Talking to your middle-schooler: The top-three mistakes parents make

Avoid these conversational pitfalls to improve communication with your child.

By Valle Dwight

When you’re ready to sit down and have a chat with your adolescent — whether it's to find out how his day went or to discuss more serious topics like homework, his behavior, or his friends — there is definitely a right way and a wrong way to do it. And if you happen to try the latter, you may well run smack-dab into a dead end.

“Talking to our children in a way that lets them express what is on their mind is extremely important,” explains Dr. Atilla Ceranoglu, a child and adolescent psychiatrist at Harvard Medical School. “Talking to children from early on keeps both child and parent attuned to one another. It is solid preparation for the more stormy, tumultuous days of adolescence.”

An expert in parent-child communication, Ceranoglu offers tips on how to avoid the most common mistakes parents make when trying to get the conversational ball rolling with their children.

Navigating minefields with your tween

Parent: “We need to talk.”
Child (rolls eyes): “Oh, brother.”
Parent: “Look, I’m just a little worried about some of those kids you’ve been hanging out with. I don’t think they’re good for you.”
Child: “What’s wrong with them? You’re always telling me to be open to people! You’re such a hypocrite! I can’t believe you!” (Child stomps off and slams door.)

Ceranoglu has a mentor (a pet lover, apparently) who describes child development with a nice analogy: Infants and toddlers are like puppies. You can cuddle them all you want, kiss them, and hug them endlessly — they cannot get enough of you. But teenagers are like cats: They tend to avoid you most of the time, and once in a blue moon they will seek out your attention. The moment you try to touch them, however, they run away.

Trying to maintain and build a relationship with your middle-schooler is crucial to surviving the often-rocky teen years. And just as you know not to run headlong at a skittish cat, there are wrong ways to approach preteens and young teens:

  1. Waiting for a crisis. When tensions are high, your child is not going to be in a position to open up to you. Engage early and often, before there is a problem. This way you will develop a rapport with your child that will be very important when an actual crisis arises. “Remember, it’s impossible to build a bridge in the middle of a quake, but a bridge built earlier may be flexible and sturdy enough to ward off a quake when it comes,” says Ceranoglu. “A relationship is just like that. Its foundation and flexible nature are important ingredients of happiness.”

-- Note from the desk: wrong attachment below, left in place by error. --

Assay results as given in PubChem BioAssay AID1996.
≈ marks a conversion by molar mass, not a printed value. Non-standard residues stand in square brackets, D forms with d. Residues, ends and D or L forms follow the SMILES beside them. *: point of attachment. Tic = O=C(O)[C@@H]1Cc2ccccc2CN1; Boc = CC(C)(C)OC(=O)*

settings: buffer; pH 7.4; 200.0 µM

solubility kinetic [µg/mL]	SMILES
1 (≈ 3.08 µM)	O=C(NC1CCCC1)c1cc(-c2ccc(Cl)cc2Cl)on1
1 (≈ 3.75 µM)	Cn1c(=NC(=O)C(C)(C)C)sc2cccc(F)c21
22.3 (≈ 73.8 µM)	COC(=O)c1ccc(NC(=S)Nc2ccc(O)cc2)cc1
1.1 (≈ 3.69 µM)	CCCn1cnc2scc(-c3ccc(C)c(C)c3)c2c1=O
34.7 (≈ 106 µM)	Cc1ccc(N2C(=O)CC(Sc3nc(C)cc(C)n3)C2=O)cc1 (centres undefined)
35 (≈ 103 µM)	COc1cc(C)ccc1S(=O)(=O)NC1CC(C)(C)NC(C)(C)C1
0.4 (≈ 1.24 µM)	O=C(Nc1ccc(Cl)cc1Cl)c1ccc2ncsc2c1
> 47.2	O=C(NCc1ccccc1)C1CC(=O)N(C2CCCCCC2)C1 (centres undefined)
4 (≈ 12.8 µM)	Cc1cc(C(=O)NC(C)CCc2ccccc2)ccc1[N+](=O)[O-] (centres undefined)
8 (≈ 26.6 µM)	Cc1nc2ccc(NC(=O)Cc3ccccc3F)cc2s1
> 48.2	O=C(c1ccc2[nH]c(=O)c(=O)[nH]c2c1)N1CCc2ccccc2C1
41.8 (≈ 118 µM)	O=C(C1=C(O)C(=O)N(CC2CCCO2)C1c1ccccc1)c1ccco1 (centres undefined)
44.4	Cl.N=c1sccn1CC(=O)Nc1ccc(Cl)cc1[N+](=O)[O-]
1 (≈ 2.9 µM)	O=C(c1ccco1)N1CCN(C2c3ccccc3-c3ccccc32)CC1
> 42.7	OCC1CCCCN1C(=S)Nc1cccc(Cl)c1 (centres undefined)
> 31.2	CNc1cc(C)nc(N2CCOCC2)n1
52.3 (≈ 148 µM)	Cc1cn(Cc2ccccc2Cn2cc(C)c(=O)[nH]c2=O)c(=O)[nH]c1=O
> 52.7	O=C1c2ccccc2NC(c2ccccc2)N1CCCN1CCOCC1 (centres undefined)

2. Taking the too-direct approach. You’re probably not going to get a lot out of your child if you say, “Let’s sit down and talk.” Instead, do something together your child likes and let the conversation happen. Spending more time with him now will help build the bridges you’ll need later. “Your consistent presence in your child’s life will help your child feel comfortable with talking to you if something bothers him,” says Ceranoglu.
  3. Letting the opportunity pass. Your child may seem to be always pushing you away, but that doesn’t mean he really wants you to disappear! Be vigilant about observing his mood, and approach him when you see a chance to talk or do something together.

What works

Even if you manage to avoid these common mistakes, your child may still not be a little chatterbox, but that’s normal. All you can do is let him know that you are around and ready whenever he is, and be prepared to drop whatever you’re doing when your child wants to talk. Don’t worry, you won’t have to keep dropping things for the rest of your life, because once your child is convinced of your genuine interest, you will have built a relationship that encourages true communication.

 

Valle Dwight is a reporter, writer, and mother of two school-aged boys. She has written for many magazines, including FamilyFun, Wondertime, and Working Mother.